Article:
Africa and Aboriginal Tuesdays: Black Dollars Go Everywhere But To Blacks by Joel Gibson and Debra Jopson
Hundreds of millions of dollars which the Federal Government says it has spent on indigenous affairs have never been spent, have been used to benefit all Australians or have gone towards opposing Aboriginal native title claims.
A significant portion of the money the Government says it has spent since 2000 - which has risen annually and reached $3 billion last year alone - was either underspent or the result of creative accounting, a Herald investigation has found.
Over the past six years, at least $30 million of the money the Government promoted as being for Aborigines was used to oppose native title and compensation claims. Spending figures have also been bloated by money spent on services that benefit everyone - such as medical centres - but the money is nevertheless described specifically as the "black dollar".
Last financial year, for example, almost $50 million of the federal spending on indigenous people was for legal aid, which the courts have recognised as a right under common law. The $500,000 estimated to be the cost of Family Court disputes involving Aborigines has also been counted.
Official federal black spending has included $9.2 million over four years of Aboriginal involvement in the North Australia Quarantine Strategy, which allows officials to tap into indigenous knowledge to help prevent the incursion of new diseases.
The Government's indigenous budget has even included $66,000 over the past six years for the Bureau of Meteorology to gather weather forecasts using traditional indigenous observations of nature.
Creative acounting has helped create the impression that Aboriginal spending is soaring. Three years ago, the amount listed as Centrelink indigenous spending almost doubled from $46.6 million to $85.8 million by adding in all additional expenses incurred in delivering age pensions to indigenous people.
Over two financial years, the Federal Government spent $8.7 million less than it budgeted on its family violence partnership program under Mal Brough's families portfolio.
The Government spent almost $110 million less than it said it would on 30 items in its indigenous budget last financial year, according to analysis by the office of Labor's indigenous affairs spokeswoman, Jenny Macklin.
The shortfall included more than $25 million on health services, $2 million for child-care services, $9 million for the family violence partnership program, $9.8 million for Indigenous Business Australia's equity and investments, and $37.4 million for Abstudy for tertiary students.
In May, Ms Macklin also claimed that budget papers revealed underspending of $60 million in the current indigenous housing program for 2006-07.
In the financial year 2005, the Federal Government failed to spend $181.75 million it had allocated to schooling indigenous children and adults, simply moving the money into the following year's budget, Senate estimates reveal. The revelations come as the Government has pledged $580 million in new spending to fund its Northern Territory intervention, and as the Herald has found that in at least one Alice Springs organisation, Tangentyere Council, chronic underfunding has exacerbated Aboriginal disadvantage.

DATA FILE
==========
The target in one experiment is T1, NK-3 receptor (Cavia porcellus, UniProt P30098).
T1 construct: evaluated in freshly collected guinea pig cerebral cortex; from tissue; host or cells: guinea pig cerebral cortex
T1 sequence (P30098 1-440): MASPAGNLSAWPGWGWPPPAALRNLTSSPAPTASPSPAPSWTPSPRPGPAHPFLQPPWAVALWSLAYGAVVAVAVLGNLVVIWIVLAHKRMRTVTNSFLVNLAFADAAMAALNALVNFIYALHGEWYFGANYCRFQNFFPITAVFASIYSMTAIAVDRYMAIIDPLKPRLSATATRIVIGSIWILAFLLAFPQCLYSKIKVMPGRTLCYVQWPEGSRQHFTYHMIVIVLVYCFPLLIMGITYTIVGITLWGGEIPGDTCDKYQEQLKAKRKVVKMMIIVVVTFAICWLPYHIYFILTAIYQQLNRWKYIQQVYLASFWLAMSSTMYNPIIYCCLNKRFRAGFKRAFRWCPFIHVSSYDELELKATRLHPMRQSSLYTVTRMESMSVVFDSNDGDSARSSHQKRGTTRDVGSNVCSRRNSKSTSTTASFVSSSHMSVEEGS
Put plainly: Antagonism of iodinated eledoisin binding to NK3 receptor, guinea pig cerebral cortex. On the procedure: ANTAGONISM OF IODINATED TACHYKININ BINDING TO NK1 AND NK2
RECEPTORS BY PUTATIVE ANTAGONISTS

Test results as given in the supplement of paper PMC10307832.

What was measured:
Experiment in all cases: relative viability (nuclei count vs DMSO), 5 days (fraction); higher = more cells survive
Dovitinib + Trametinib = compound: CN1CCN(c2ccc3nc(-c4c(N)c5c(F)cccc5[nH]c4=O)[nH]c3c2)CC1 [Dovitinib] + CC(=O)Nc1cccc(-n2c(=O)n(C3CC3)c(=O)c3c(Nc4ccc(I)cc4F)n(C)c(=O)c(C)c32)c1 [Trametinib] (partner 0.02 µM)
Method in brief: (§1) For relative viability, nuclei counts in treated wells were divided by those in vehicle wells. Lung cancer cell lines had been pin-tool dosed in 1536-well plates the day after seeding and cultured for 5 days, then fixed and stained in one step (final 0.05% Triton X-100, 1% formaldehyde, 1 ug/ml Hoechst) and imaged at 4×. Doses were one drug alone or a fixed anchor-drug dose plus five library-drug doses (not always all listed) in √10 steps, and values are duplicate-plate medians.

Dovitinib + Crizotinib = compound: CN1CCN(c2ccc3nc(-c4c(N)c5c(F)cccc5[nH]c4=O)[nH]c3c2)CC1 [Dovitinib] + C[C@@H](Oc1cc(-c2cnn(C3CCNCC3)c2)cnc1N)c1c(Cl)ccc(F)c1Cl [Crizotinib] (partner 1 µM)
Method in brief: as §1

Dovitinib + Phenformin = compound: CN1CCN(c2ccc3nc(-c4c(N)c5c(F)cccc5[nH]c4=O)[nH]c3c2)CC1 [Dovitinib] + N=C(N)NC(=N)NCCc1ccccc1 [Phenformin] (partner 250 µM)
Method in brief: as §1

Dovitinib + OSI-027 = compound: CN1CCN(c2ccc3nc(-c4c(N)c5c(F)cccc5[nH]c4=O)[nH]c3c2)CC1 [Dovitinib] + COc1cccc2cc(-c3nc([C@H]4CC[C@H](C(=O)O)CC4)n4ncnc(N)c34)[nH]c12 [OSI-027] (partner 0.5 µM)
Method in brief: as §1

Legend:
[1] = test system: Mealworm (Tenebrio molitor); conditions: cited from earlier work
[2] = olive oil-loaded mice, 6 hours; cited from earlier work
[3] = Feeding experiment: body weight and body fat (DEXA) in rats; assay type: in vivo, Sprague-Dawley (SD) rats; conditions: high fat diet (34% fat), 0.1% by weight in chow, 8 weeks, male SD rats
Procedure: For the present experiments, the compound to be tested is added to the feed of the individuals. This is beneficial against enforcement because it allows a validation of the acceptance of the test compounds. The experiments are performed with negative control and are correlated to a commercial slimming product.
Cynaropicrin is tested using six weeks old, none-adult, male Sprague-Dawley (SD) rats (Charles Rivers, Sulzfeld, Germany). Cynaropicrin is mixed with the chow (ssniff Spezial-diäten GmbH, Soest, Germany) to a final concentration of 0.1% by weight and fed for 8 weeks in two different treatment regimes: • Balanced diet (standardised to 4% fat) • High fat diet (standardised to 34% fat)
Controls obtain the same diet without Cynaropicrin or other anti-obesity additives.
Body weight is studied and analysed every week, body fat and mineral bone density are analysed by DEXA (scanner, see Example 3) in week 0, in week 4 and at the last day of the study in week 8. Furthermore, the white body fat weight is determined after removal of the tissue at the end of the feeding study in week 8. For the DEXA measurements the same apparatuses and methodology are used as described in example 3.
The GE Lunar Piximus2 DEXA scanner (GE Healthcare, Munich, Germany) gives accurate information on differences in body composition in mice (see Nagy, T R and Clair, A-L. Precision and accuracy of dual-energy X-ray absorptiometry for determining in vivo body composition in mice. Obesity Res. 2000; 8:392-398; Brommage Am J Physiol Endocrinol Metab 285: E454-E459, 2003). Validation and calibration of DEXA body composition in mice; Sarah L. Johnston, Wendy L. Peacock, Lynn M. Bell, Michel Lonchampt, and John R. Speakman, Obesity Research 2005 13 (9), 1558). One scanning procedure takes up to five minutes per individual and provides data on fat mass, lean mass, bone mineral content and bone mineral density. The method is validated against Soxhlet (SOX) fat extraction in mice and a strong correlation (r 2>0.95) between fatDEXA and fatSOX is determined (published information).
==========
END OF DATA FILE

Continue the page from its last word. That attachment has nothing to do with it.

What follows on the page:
"A lot of indigenous-specific expenditure has not been simply on top of' that which indigenous Australians might benefit from by being Australians," a federal parliamentary library paper released this month said.
A large proportion is substitute spending for programs that other Australians get as a matter of course, said parliamentary researchers John Gardiner-Garden and Malcolm Park.
The Herald found numerous examples of "grey dollars" spent on services needed by the entire nation. In many cases the spending was of greater benefit to non-indigenous people.
Almost $250,000 spent over the past six years on courts and tribunals used by both claimants and their opponents sorting out native title issues has been counted as money for Aborigines and Torres Strait Islanders. Other examples of general expenditure put into the indigenous budget include:
■ All federal spending on reconciliation, meant to be for improving relationships between indigenous and other Australians, with $35 million of projects listed over nine years.
■ The $18.6 million cost of the National Museum of Australia's indigenous galleries and programs over the same period. These educate all Australians and even overseas visitors.
■ A $7.6 million plan to put public phones into remote communities. Andrew Crouch, from the Centre for Appropriate Technology in Alice Springs, which designed the 240 low-maintenance phones so far installed, said there was nothing inherently Aboriginal about the phones.
■ Even the total $2.6 million the Tax Office spent in the 2005-06 financial year ensuring indigenous corporations paid GST properly has been counted.
The Minister for Aboriginal Affairs, Mal Brough, said last night that everything listed in his Government's budgets as such was genuine indigenous expenditure.
He said there had been underspending on specific items listed in the indigenous budget, because organisations that may have been slated to get funding had been found wanting.
"I won't apologise for doing that," Mr Brough said. "Too much money has been spent just to expedite getting it off the books in years gone by … without driving for outcomes. But we are driving for outcomes now."
This article first appeared in The Sydney Morning Herald
Tuesday, August 21, 2007